To call Uber a controversial company would be an understatement. At today's TED Conference, founder Travis Kalanick talked with TED curator Chris Anderson about how Uber is trying to grow up. Here are three big takeaways:
Lesson 1: Don't be afraid to revise your image when your audience changes
Recently, Kalanick took charge of Uber's first logo redesign ... to very mixed results. The switch from the ubiquitous U to the abstract lock-and-key logo has confused customers. (TED curator Chris Anderson admitted that, when he went to take an Uber recently, he couldn't find the app.) Uber's head of design even left the company after the logo's release, which is, at best, an unfortunate coincidence. But according to Kalanick, the change was absolutely necessary.
"When we first got started, it was just black cars," said Kalanick. "Literally, you push a button and get an S-Class. What we did, almost did, what I would call an immature luxury brand that looked like a badge on a luxury car. And as we've gone worldwide, from S-Classes to auto rickshaws in India, it was important for us to be more accessible, to be more hyperlocal ... We also had to become more iconic. A U doesn't mean anything in Sanskrit. A U doesn't mean anything in Mandarin."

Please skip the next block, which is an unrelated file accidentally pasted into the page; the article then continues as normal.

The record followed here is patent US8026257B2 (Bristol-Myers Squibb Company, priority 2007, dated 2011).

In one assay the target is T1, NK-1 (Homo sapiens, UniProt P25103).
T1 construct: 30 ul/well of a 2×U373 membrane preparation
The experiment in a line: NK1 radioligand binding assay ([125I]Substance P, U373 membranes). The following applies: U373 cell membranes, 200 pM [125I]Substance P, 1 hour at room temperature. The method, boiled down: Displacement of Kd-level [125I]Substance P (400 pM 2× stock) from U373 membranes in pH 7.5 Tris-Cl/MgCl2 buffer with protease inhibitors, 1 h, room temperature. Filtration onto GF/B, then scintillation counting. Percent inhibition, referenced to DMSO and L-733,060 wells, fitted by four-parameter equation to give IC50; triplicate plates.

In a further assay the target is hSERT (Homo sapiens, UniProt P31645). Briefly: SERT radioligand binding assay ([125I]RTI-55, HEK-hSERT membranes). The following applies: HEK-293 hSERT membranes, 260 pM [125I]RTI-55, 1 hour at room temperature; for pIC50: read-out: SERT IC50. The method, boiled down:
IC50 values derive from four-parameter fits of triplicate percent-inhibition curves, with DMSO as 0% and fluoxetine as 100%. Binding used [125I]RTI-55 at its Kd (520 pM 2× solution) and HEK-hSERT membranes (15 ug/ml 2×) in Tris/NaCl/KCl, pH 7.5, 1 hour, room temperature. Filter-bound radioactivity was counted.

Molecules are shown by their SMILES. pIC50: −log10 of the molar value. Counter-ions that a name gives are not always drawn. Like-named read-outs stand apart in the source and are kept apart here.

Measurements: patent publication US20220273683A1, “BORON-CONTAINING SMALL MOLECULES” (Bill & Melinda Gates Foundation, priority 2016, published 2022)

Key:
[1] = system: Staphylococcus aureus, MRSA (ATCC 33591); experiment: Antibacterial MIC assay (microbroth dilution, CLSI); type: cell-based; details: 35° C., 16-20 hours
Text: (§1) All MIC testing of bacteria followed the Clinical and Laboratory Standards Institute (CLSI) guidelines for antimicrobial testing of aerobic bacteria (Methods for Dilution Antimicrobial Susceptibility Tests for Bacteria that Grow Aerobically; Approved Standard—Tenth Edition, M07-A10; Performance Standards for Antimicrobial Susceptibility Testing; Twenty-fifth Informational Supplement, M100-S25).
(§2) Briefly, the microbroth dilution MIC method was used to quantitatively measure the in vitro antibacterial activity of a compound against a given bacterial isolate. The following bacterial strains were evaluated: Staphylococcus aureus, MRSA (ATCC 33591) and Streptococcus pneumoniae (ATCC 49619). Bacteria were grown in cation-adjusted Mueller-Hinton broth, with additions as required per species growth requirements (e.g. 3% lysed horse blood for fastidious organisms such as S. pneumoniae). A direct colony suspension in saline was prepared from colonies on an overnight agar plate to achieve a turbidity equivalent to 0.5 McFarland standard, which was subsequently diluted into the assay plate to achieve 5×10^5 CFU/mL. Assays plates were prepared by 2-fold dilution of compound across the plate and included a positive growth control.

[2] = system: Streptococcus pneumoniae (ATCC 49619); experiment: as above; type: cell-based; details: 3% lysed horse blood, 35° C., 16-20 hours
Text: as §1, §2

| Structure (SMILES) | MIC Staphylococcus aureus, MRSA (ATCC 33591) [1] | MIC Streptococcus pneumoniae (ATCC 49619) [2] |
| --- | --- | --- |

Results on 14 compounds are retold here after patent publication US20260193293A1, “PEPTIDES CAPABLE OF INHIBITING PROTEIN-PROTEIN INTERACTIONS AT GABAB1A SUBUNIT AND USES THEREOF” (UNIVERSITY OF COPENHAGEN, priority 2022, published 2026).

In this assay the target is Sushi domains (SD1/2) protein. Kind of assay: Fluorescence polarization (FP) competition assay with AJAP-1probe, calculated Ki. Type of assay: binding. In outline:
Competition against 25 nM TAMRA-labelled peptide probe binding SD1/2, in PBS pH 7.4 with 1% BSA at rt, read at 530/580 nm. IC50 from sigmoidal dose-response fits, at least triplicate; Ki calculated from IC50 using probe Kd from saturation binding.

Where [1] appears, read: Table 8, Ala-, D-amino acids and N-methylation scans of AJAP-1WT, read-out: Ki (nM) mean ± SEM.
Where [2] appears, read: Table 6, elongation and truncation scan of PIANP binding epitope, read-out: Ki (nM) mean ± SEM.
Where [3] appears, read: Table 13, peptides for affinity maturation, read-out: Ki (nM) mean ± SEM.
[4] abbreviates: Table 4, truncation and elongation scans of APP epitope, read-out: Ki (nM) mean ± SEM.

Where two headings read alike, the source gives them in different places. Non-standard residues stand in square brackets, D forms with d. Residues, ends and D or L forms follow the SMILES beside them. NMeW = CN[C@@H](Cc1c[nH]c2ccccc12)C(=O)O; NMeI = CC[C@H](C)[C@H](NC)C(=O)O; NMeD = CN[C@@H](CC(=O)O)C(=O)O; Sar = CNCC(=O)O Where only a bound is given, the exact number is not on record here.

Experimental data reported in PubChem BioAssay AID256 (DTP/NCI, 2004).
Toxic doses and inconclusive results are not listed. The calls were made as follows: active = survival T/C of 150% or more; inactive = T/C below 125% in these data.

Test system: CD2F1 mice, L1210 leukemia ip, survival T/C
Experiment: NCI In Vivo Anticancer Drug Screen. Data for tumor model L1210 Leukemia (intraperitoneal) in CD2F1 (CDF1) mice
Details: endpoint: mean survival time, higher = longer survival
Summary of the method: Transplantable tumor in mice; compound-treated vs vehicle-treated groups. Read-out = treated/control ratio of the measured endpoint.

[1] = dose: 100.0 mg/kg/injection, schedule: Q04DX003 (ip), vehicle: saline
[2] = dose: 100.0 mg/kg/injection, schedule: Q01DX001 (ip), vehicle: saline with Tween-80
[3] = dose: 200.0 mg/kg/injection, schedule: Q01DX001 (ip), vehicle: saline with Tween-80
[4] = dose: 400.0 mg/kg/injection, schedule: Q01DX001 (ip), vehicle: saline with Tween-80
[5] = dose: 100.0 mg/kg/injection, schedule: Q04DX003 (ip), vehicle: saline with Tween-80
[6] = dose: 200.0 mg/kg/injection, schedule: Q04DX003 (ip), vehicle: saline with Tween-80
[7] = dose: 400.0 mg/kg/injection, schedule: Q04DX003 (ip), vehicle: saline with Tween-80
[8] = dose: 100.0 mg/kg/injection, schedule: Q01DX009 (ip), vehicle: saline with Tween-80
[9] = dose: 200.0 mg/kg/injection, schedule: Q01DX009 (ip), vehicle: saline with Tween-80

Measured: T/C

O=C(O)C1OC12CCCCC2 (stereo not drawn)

Lesson 2: The faster you grow, the more culture needs to take precedence
The past couple of years have been rough with Uber culture, in particular with journalists critical of the company's methods. One Uber executive reportedly gave a veiled threat to reporters. Anderson asked what, exactly, was going on inside of Uber during this time of chaos. Kalanick admitted that it was overwhelmed, but:
"If you go literally two and a half years ago, our company was 400 people," he said. "Today, it is 6,500. When you go through that growth, you have to cement your culture values and talk about them all of the time. Make sure people are constantly checking: 'Are we good people doing good work?' If you've checked those boxes, the next part of that is making sure you're telling your story. I think we learned a lot of lessons and came out stronger."
Lesson 3: Assume your way of business will change in the future
Kalanick had already said that he expected Uber to be run by self-driving cars in the future. Why alienate the current work force? When pressed, Kalanick said that the self-driving car world was much further away than we think (well beyond five years from now), but that it was better to be aware of the future.
"The self-driving world is going to happen," he said. "How do we optimistically lead through it? It is a world that is going to exist."
The overall lesson here is to change before you need to change, something Uber successfully did with its logo and its far-reaching statements, and less so with its culture. It seems one of the biggest unicorns in the world is also playing catchup.